One of the most fascinating things about the story is that Jesus ends up talking about a subject that he considers far more important than money. Recall that a man in a crowd has asked Jesus to settle a dispute about an inheritance: “Teacher, tell my brother to divide the inheritance with me.”
In his answer, Jesus absolutely refuses to judge in a matter of dollars and cents. But he doesn’t simply stop there. Rather, he points to a far greater judgement that is coming our way. It has nothing whatsoever to do with money, and it is relevant whether we are financially rich, or stricken with poverty. “Fool! This night your soul is required of you, and the things you have prepared, whose will they be?”
This night your soul is required of you
This is the real punch line of Jesus’ story. Rich or poor, we will have to face God one day.
Just before Jesus tells his story, he’s said this: “I tell you, my friends, do not fear those who kill the body, and after that have nothing more that they can do. But I will warn you whom to fear: fear him who, after he has killed, has authority to cast into hell. Yes, I tell you, fear him!”
This is where the real message lies. It’s not enough to realize—true as it is—that we can lose our wealth in an instant, whether through stock market failures, death, or some other terrible turn of events. Jesus warns that there is a greater crash coming, and it lies in wait anyone who dies unprepared to meet God. The Bible makes it very clear that God is our maker and our judge, and he will judge every part of us—our use of money, our selfishness, our greed, and even the moral failures that have little or nothing to do with dollars.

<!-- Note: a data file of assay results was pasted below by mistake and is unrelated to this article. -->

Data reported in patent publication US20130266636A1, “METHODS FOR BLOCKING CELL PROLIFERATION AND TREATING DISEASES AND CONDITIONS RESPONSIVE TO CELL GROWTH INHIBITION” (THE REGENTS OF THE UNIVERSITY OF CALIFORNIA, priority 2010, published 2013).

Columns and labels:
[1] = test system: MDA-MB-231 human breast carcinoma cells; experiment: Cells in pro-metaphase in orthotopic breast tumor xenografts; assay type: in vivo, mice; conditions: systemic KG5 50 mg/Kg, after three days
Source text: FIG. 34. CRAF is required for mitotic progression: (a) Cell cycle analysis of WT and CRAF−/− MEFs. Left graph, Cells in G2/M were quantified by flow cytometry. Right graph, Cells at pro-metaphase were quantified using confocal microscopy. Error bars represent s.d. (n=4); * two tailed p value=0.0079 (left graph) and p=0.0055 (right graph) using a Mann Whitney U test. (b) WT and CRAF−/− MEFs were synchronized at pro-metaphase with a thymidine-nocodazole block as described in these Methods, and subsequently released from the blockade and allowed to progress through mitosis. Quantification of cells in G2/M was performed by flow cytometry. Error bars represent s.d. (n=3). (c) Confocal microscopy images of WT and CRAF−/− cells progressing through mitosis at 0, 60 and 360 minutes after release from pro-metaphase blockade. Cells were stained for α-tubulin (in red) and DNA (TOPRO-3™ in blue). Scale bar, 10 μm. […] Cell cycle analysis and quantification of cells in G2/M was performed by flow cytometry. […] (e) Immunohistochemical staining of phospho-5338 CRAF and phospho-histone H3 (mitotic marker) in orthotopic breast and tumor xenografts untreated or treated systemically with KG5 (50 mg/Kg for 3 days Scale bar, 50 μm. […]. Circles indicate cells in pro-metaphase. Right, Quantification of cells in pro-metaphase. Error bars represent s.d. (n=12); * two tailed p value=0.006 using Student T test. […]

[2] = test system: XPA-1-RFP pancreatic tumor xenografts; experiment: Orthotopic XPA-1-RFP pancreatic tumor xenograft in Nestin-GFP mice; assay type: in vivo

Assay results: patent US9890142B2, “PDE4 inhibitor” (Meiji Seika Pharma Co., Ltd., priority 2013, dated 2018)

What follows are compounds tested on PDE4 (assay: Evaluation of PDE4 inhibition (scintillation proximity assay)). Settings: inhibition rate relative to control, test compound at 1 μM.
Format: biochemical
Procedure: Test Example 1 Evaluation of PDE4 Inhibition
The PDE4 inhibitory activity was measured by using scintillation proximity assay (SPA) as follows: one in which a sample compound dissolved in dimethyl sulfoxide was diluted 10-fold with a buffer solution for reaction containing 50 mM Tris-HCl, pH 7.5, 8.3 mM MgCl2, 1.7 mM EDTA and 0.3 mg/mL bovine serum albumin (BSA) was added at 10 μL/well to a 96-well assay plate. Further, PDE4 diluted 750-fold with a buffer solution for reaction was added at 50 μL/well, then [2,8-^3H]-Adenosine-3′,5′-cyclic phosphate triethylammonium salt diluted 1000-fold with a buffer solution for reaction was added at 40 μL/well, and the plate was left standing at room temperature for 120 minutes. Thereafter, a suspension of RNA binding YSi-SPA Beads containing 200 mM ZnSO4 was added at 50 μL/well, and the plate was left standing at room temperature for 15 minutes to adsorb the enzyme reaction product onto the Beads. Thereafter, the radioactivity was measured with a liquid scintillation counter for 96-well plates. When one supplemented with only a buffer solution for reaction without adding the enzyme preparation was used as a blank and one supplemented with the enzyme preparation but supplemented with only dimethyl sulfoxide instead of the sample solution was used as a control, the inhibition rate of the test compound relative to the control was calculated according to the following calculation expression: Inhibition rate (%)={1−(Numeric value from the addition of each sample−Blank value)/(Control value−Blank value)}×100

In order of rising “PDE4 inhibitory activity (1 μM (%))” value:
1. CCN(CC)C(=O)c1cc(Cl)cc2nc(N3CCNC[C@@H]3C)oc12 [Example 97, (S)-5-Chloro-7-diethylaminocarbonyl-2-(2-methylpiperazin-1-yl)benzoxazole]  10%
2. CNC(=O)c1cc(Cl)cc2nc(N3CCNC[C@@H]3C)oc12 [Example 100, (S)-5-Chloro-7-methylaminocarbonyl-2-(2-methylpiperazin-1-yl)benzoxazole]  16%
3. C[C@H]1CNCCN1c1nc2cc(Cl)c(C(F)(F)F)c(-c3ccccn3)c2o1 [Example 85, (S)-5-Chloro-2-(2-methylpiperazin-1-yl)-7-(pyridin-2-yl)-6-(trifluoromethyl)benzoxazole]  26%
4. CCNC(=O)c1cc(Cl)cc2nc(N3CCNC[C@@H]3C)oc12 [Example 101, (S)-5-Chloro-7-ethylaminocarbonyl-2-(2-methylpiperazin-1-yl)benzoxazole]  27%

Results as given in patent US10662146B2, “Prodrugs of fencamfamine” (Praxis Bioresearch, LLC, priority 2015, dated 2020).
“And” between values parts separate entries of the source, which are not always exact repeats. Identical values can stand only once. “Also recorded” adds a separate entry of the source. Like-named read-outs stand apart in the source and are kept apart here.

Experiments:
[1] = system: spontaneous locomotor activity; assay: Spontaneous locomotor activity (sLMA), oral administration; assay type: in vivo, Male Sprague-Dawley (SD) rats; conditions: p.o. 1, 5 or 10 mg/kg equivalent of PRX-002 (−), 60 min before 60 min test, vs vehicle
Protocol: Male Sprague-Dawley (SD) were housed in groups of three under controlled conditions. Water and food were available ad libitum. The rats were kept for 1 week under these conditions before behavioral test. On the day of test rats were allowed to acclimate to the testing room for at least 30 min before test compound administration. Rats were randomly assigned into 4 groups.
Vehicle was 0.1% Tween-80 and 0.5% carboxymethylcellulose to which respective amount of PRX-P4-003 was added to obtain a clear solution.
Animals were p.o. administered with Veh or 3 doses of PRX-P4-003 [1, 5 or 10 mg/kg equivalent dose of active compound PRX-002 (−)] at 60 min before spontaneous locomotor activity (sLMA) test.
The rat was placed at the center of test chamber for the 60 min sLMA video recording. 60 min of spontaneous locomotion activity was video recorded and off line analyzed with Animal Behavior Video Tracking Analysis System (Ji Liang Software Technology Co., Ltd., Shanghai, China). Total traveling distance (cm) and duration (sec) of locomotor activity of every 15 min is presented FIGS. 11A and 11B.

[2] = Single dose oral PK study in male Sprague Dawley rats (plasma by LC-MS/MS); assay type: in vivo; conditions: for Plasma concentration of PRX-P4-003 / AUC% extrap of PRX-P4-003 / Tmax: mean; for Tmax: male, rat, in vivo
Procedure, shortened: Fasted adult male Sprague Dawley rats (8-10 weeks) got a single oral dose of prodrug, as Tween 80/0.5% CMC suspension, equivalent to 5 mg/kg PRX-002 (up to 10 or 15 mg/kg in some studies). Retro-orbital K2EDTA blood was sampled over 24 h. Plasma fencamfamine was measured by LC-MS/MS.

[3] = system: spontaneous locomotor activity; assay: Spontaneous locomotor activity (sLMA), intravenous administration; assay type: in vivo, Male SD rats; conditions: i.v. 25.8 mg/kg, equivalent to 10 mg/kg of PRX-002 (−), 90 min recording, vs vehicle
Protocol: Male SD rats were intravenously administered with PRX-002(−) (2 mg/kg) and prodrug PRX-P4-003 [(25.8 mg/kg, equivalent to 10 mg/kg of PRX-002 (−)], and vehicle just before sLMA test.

So the real issue here, in Jesus’ story about wealth, is whether or not we are ready to meet a God who will judge everything we’ve done, thought and said.
Just one more thing
If we have not considered God’s judgement, Jesus’ words warn us that we should get ready for it.
But what next? Can we really find true peace of mind by forgetting about money and thinking instead about the judgement to come?
Elsewhere in the gospel of Luke, Jesus meets all sorts of people with varying attitudes to money. Some have a lot of it. Some have none. Some want more of it; some are already aware that at the end of the day, a lot of money is not going to be of much use in facing God. But Jesus’ message is the same whether he is addressing rich people or poor: “The Son of Man came to seek and to save the lost.”
If you are worried about the value of your wealth in the face of God’s judgement and the threat of hell, Jesus offers comfort. For Jesus is making far more than a simple observation that money can’t buy happiness. He is saying that rich or poor, if we have lost our way, he is able to save us from the judgement of God and has come into the world to rescue us in a way that money never can. Will you trust him?